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 particularly raptors, have had a tendency to fly directly into the spinning blades and getting sliced to pieces. Some hypothesize that they try to perch on the tops of
 towers or birds to ride natural air currents to save calories but happen to be great places for wind farms. The endangered Golden Eagle has been the hapless victim

 several times, which immediately sparked concern in the biological community. However, studies show that most birds change flight patterns when seeing wind farms

                                                                                                                                                                             [14]
 from a distance. In fact, there are more bird deaths by collision with cars than there are will towers and do not pose as a significant danger to the raptor populations.

 Wind tower engineers have taken precautions to prevent further bird deaths. Larger, slower moving propellers are being installed in new tower models to increase the
                                                                                                                                                                           [15]
 response time of birds to avoid the blades. Furthermore, towers have been designed to have reflective surfaces to discourage birds’ attempts to roust on the towers.
           The only other environmental issue is that large tracts of land must be set aside for the use of wind towers. While the land that the towers will occupy can be

 used for other purposes, like farming, it will require millions of acres of land to satisfy a significant part of US energy demand. However, this has been a mild concern
 and more limits the energy capacity of a region that damaging the environment. Fortunately, wind farms can also be built in the sea, allowing for more of the Earth’s

                                                                                   [16]
 surface to be dedicated to wind power generation without significantly harming it.




                                                                      Current and Future Use of Wind Power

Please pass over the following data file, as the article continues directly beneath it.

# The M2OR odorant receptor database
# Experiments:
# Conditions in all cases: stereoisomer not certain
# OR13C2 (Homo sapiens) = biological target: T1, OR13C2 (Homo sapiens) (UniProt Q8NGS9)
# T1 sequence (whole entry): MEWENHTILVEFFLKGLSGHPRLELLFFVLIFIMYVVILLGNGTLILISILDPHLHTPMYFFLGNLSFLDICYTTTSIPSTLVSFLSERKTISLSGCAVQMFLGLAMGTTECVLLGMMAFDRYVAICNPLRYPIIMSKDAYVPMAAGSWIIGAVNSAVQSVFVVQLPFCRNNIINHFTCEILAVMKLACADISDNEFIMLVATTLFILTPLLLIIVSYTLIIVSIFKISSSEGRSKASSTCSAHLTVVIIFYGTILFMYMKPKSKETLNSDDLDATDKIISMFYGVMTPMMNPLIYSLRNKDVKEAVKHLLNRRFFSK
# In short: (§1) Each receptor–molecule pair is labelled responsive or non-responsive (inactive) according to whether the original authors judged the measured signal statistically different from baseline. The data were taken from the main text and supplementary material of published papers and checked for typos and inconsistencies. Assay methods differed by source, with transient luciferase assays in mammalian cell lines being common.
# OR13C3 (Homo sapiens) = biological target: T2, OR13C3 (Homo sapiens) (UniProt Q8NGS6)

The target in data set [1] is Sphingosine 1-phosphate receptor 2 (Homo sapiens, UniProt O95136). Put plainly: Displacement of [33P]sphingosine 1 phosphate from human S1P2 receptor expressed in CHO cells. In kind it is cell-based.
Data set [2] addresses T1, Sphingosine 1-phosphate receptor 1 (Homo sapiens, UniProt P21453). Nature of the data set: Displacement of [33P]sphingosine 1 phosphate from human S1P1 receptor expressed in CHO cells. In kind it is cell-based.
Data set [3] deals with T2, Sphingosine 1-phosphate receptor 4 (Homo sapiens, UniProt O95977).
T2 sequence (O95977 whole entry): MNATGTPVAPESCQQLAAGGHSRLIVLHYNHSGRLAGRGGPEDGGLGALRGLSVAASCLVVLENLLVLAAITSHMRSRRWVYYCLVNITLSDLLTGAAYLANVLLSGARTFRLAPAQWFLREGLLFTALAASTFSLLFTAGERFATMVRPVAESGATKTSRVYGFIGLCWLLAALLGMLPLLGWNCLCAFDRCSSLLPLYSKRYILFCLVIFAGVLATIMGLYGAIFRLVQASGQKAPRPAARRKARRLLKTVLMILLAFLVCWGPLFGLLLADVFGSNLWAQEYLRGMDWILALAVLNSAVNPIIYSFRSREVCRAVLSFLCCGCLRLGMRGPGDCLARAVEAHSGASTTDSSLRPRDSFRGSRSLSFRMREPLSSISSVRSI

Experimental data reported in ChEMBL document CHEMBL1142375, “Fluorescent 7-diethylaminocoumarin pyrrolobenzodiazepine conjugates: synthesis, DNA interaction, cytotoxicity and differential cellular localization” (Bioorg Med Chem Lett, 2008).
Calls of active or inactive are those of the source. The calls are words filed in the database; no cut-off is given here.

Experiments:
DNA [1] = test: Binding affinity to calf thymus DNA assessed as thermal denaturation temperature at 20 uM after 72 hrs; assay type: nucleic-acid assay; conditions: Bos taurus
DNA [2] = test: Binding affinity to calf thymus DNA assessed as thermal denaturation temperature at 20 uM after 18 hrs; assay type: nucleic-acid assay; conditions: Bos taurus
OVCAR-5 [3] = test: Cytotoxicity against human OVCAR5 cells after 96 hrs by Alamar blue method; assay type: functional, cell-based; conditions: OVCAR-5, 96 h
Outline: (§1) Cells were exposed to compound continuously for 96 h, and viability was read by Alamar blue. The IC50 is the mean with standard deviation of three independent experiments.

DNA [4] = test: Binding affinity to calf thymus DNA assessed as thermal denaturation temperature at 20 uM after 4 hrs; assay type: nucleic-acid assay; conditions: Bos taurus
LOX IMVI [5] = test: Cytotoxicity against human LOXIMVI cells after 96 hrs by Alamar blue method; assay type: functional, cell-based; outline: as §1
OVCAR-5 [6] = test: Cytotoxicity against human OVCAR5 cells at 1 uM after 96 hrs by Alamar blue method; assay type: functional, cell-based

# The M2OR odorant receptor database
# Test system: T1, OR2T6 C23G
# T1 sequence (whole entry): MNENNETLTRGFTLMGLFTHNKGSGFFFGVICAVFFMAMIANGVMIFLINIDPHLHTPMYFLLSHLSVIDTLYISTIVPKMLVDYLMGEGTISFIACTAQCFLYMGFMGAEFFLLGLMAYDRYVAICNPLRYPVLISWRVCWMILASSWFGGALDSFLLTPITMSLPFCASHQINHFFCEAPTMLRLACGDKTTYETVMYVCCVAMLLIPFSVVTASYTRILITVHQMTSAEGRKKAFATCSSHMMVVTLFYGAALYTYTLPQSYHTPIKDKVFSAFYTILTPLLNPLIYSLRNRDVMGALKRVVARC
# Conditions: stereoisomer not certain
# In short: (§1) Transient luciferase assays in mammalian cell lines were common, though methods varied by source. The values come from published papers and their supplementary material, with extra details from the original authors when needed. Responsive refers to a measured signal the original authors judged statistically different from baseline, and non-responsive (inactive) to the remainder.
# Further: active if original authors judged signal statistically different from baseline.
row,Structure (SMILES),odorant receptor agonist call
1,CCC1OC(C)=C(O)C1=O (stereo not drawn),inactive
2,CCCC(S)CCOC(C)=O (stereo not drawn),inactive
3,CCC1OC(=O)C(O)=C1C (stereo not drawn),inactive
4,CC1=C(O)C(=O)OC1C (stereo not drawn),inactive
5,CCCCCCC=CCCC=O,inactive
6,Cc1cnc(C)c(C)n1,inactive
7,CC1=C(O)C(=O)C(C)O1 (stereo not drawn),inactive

While wind power only constitutes as 1% of all power generation on Earth, it is the fastest growing commercial source of power in the world. It is

 conservatively estimated that up to 20% of the US power demand can be meet with wind power if fully implemented. However, a recent team of Stanford engineers

 estimated that there is more than enough wind power in Texas, North Dakota and Kansas to supply all US energy several times over. Recent technological innovations
 enabling wind gathering at lower speeds, greater heights and with greater efficiency are vastly increasing the energy potential of wind. Even the possibility of building

 offshore wind farms are being considered, thereby further reducing environmental and aesthetic impacts of wind towers and opening up the possibility of harvesting

                       [17]
 even more wind.

           As more money is invested in wind power, further advances in wind technology will make wind tower more efficient and economical. Wind power has only
 been on the market for 25 years, and is already competing with decades worth of technological progress with fossil fuels, nuclear, and hydroelectric power. Many
 European countries have already decided to have a large percent of their power be wind energy. Denmark, for example, has successfully implemented policy to have

 20% of their nation’s energy be supplied by this effective power source. In fact, Demark is home to Hornes Rev, located in the North Sea, and is the world largest

 offshore wind farm, capable of powering 150,000 households. 21

 The future of wind power indicates as though the ocean will be home to many future wind farms. Wind speeds are much higher in the oceans, thus providing much

 more energy potential than on land. Ocean wind farms, for the time being, are usually placed in shallow waters to cut the cost of construction. Building towers in the
 ocean my generate more electricity, but it does have much more operational and management difficulties, driving up the cost. However, the extra wind energy far

                                                                                                                                                           [18]
 exceeds the additional costs, and many wind farms are already operational and will producing energy cheaper than their land counterparts in 5 years.